JERUSALEM, (IPS) – A day before he enters what some Middle East analysts are calling not the Oval office but the lion’s den, Benjamin Netanyahu, re-incarnated as Israel’s leader, is determined not to be easy meat but also, on the other hand, not to become a bone in the throat of his host, President Barack Obama.
When he first took up a White House invitation 13 years ago, Netanyahu was flushed with his unexpected triumph over then president Bill Clinton’s ally, today’s Israel’s President Shimon Peres.
That was soon after the assassination of Israel’s peace-making prime minister Yitzhak Rabin, who had been negotiating with Palestinian leader Yasser Arafat for the creation of a Palestinian state alongside Israel. What was then called the Oslo peace process had, in effect, enshrined today’s resuscitated principle – the ‘two-state solution’.
In 1996, Netanyahu spoke adamantly against the creation of a Palestinian state. Now, though more ambiguous, Netanyahu still refuses steadfastly to line up with the two-state solution. Not that he is any more enamoured of Palestine than he was back then – but his ambiguity stems from the fact that he is fully aware that he is walking Israel along a dangerous tight-rope.
Netanyahu insists it is not he who is out of step with the world – it is the world which out of sync with Middle East realities.
Back in 1996, Netanyahu brashly told the U.S. administrators that they, in effect, ‘needed to change their hard disk’ and should rather plug in to his alternative hardware. That was encapsulated in his ‘reciprocity’ maxim – if the Palestinians ‘give’ (that is, fight terror), they will ‘get’ (recognition).
The Israeli prime minister may have matured somewhat. The Netanyahu hard disk model 2009 is slightly more sophisticated, less arrogant. Still, he remains determined to show the new occupant of the White House that there is much to be learnt in the Middle East on the ground; he is again intent on correcting, through Washington, widespread ‘misconceptions’ within the international community on how to go about peace-making.
Israeli diplomatic analyst Aluf Benn puts it starkly in Haaretz: ‘Despite the packaging difference, the content is similar. In 2009, as in 1996, Netanyahu wants to show that he can come to the White House, voice tough stances from his days on the campaign trail, and yet remain in one piece.’
The similarities between 1996 and 2009 go further: as in Clinton’s time, Netanyahu is being hosted by a president intent on accelerating the peace process. As in the Netanyahu I era, the Israeli leader will retort by cautioning the president against putting his foot too hard down on the accelerator.
‘Reciprocity 2009′ would involve Israel being prepared conditionally to countenance the creation of a Palestinian state, but only if first the Palestinians recognise Israel as the Jewish people’s nation-state. Palestinian President Mahmoud Abbas, who will be the Obama guest at the end of the month, says it’s simply not the Palestinians’ business how Israel chooses to define itself.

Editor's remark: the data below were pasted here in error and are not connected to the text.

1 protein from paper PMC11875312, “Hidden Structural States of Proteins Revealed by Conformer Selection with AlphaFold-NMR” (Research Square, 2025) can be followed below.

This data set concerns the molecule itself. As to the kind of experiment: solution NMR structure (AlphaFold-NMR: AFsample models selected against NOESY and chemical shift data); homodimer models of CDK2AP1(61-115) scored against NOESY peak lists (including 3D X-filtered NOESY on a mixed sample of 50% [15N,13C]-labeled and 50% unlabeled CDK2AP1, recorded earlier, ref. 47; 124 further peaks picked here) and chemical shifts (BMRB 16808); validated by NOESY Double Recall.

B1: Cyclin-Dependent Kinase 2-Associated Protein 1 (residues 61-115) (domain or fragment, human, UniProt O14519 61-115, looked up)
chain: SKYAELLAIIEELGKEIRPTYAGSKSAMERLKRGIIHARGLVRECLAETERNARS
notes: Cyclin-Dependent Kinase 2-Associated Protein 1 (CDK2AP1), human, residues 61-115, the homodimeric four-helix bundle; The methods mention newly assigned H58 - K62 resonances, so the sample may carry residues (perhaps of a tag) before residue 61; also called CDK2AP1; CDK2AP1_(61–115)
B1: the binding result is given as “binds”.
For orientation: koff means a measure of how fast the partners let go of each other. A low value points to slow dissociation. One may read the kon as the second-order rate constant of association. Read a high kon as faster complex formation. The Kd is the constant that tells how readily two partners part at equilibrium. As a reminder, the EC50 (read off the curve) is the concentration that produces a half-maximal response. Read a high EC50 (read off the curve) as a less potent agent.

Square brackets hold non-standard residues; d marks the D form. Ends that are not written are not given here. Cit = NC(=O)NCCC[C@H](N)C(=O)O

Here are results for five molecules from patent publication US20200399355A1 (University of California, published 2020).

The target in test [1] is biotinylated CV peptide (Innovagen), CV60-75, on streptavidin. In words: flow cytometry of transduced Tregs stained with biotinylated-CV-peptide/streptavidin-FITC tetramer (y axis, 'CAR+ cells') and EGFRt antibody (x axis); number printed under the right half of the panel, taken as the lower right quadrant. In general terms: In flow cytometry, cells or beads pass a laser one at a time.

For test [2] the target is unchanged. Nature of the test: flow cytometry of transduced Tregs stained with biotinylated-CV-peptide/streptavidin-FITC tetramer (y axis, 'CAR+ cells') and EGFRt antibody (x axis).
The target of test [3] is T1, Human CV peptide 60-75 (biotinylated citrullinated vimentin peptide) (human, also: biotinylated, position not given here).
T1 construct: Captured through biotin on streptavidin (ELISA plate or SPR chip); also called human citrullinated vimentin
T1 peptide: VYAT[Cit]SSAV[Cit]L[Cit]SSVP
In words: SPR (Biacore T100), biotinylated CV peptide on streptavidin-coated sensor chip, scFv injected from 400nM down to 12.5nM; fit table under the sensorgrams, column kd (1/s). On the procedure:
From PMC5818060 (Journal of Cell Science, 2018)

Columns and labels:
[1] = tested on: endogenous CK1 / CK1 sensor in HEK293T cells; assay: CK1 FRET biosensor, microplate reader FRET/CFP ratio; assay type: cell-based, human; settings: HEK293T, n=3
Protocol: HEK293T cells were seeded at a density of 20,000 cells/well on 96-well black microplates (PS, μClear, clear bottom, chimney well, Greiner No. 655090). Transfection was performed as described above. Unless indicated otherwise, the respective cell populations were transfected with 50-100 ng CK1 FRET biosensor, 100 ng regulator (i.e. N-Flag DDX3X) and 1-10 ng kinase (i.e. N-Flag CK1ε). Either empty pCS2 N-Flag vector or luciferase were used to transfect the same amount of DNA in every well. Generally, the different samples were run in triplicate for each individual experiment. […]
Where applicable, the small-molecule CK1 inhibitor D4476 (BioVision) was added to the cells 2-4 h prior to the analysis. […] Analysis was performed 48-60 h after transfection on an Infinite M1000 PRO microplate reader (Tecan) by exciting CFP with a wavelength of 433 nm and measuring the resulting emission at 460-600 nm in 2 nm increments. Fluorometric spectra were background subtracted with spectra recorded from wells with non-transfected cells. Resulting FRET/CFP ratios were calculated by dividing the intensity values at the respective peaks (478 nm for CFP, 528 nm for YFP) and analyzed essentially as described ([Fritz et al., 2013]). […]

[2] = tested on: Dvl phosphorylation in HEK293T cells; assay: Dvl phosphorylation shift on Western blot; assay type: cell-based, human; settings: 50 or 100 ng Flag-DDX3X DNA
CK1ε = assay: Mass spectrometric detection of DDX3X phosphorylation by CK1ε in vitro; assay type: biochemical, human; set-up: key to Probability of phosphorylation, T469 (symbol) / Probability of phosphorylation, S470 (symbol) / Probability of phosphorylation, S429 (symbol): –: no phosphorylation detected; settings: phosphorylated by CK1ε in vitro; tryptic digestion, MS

Obama is likely to give Netanyahu short shrift on his Jewish state demand. But, there is a major difference between Netanyahu-Clinton and Netanyahu- Obama, which the new U.S. President will not be able to ignore: Iran’s nuclear ambitions.
Both Obama and Netanyahu agree on one substantive thing, the existence of a clear-cut link between the two critical questions – the future of a free Palestine and the future of the region free from the threat of a potentially nuclear Iran.
While Obama’s chief of staff Rahm Emanuel has made it categorically clear that if Israel wants the U.S. to be able to handle the Iranian challenge successfully, Netanyahu must be prepared ‘to give’ on Palestine, the Israeli leader counters that he can think of moving on Palestine only after the Iranian threat has been neutralised. Bolstered by what he says he heard last week in meetings with Egypt’s President Hosni Mubarak and Jordan’s King Abdullah II, Netanyahu insists Iran is the prevailing regional concern.
Bill Clinton never liked Netanyahu personally, nor his outlook. For all that strain, nonetheless, he managed to prod a reluctant Netanyahu into signing two agreements with Arafat – the Hebron agreement and the Wye River Memorandum. Small wonder these advances have little echo today – they amounted to very little: even the minimal amount of territorial control that the Palestinians gained within the context of these accords was erased when, just a couple of years later, Israel quenched the Palestinian Intifadah uprising.
The lesson from that is clear: if Obama is indeed determined to make Netanyahu budge, it will have to be for something far more meaningful – like a total freeze of Israeli settlement activity as a prelude to the creation of the Palestinian state.
But, determined as he may be, the U.S. President will still be obliged to face up to what even critics of Netanyahu recognise is of broad regional concern – Iran’s nuclear quest.
Barack Obama’s success in turning Netanyahu on Palestine may well depend on his ability to guarantee to the Israeli leader that he will be as successful in turning Iran on its nuclear project – one way or another. But, that it is not at all a question of which of these two critical challenges ought to take precedence since they both, in the Obama outlook, need to be addressed head-on, at one and the same time.
This equation is the true Obama Middle East test.
Should the U.S. President come through it successfully, Netanyahu would truly find himself out of step – and out of excuses – for not proceeding on Palestine. He would then find it extremely difficult to stand in the way of a comprehensive Palestinian-Israeli peace which has been defined by the White House as a ‘national American interest’.